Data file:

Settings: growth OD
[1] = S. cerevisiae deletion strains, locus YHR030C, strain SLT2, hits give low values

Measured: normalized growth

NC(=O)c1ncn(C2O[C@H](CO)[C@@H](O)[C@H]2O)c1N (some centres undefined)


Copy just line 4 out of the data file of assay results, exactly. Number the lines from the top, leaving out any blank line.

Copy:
NC(=O)c1ncn(C2O[C@H](CO)[C@@H](O)[C@H]2O)c1N (some centres undefined)